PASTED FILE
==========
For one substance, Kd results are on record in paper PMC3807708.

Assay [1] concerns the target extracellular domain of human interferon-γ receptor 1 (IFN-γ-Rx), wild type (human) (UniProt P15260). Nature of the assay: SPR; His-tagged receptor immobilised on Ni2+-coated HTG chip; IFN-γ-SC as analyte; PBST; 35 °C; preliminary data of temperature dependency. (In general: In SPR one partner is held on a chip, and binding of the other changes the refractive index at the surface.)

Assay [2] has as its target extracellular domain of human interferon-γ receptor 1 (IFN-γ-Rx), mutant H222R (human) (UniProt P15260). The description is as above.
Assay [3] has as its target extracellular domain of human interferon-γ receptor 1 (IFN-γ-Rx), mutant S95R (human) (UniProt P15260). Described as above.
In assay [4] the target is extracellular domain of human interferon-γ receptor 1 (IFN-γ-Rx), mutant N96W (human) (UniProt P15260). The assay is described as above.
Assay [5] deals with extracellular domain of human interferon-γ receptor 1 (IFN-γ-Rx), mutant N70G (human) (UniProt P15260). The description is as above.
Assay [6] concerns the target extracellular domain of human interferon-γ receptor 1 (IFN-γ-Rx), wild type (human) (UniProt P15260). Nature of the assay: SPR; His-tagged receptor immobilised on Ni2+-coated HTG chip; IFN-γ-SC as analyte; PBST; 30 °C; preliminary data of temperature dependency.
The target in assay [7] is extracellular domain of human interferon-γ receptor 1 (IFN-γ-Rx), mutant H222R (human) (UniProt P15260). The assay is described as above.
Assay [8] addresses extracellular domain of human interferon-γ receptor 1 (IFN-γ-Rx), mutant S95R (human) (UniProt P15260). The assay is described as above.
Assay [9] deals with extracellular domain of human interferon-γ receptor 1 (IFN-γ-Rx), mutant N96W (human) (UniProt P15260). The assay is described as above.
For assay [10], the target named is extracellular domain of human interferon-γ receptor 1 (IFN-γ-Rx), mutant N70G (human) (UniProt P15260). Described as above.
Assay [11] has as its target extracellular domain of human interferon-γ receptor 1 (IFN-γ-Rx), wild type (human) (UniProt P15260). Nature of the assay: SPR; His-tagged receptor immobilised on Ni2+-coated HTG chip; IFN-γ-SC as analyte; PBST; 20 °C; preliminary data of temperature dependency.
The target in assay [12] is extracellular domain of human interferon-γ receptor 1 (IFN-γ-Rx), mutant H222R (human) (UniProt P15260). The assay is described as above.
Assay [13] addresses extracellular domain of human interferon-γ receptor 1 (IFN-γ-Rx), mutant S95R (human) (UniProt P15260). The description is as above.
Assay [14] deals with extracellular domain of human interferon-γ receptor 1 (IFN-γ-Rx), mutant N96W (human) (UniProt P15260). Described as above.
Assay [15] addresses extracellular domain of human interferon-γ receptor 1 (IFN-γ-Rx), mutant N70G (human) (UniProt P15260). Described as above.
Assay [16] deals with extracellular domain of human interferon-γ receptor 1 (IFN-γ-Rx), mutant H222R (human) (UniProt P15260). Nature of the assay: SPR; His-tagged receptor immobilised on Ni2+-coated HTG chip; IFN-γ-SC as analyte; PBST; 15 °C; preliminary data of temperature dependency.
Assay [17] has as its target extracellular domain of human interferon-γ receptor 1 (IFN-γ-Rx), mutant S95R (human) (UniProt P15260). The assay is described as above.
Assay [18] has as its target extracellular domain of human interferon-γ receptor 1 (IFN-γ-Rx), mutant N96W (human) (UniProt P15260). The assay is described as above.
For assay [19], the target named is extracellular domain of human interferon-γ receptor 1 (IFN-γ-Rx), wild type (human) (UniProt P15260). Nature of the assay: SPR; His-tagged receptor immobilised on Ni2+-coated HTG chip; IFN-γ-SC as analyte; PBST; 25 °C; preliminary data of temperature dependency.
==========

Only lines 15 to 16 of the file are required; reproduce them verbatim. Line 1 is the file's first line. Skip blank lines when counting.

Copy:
Assay [14] deals with extracellular domain of human interferon-γ receptor 1 (IFN-γ-Rx), mutant N96W (human) (UniProt P15260). Described as above.
Assay [15] addresses extracellular domain of human interferon-γ receptor 1 (IFN-γ-Rx), mutant N70G (human) (UniProt P15260). Described as above.